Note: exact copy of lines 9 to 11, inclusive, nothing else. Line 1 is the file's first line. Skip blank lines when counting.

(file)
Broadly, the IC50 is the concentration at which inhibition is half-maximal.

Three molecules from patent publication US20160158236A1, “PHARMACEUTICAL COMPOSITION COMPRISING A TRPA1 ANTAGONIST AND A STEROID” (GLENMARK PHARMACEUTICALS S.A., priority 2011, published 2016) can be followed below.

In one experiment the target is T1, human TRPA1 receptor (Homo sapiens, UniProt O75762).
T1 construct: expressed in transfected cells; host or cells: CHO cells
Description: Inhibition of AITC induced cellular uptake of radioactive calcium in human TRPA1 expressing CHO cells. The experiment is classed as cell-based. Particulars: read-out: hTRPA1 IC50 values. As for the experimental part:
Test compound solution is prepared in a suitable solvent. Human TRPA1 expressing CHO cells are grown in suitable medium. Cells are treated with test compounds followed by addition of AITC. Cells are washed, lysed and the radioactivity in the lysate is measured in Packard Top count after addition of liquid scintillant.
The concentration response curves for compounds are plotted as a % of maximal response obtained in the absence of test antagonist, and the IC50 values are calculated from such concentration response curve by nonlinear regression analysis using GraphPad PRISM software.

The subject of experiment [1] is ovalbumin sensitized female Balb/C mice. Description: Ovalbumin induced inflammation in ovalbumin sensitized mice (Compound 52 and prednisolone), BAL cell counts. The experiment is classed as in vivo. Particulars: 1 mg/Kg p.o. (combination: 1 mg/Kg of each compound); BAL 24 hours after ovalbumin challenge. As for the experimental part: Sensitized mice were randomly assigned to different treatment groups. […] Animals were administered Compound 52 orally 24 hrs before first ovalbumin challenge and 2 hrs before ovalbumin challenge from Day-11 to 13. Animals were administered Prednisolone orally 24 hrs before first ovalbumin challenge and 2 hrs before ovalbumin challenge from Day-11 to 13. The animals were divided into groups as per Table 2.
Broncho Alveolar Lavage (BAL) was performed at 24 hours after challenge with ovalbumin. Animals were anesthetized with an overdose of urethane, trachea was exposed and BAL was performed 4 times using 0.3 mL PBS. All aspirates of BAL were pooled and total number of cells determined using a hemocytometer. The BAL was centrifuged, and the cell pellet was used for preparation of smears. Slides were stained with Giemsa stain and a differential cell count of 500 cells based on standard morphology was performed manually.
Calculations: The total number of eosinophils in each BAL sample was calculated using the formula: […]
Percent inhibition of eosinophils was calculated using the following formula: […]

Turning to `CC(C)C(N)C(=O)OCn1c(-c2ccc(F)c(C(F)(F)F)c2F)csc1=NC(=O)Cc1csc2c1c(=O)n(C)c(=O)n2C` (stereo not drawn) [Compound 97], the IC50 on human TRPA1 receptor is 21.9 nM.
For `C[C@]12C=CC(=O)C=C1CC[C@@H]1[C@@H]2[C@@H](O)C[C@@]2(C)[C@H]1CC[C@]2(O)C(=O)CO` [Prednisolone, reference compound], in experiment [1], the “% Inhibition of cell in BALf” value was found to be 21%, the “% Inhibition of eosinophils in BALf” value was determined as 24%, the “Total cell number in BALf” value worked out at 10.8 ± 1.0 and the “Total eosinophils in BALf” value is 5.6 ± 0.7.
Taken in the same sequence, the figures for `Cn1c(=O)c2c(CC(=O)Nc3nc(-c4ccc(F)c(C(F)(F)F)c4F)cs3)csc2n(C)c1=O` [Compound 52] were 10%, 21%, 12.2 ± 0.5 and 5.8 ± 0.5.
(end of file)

Broncho Alveolar Lavage (BAL) was performed at 24 hours after challenge with ovalbumin. Animals were anesthetized with an overdose of urethane, trachea was exposed and BAL was performed 4 times using 0.3 mL PBS. All aspirates of BAL were pooled and total number of cells determined using a hemocytometer. The BAL was centrifuged, and the cell pellet was used for preparation of smears. Slides were stained with Giemsa stain and a differential cell count of 500 cells based on standard morphology was performed manually.
Calculations: The total number of eosinophils in each BAL sample was calculated using the formula: […]
Percent inhibition of eosinophils was calculated using the following formula: […]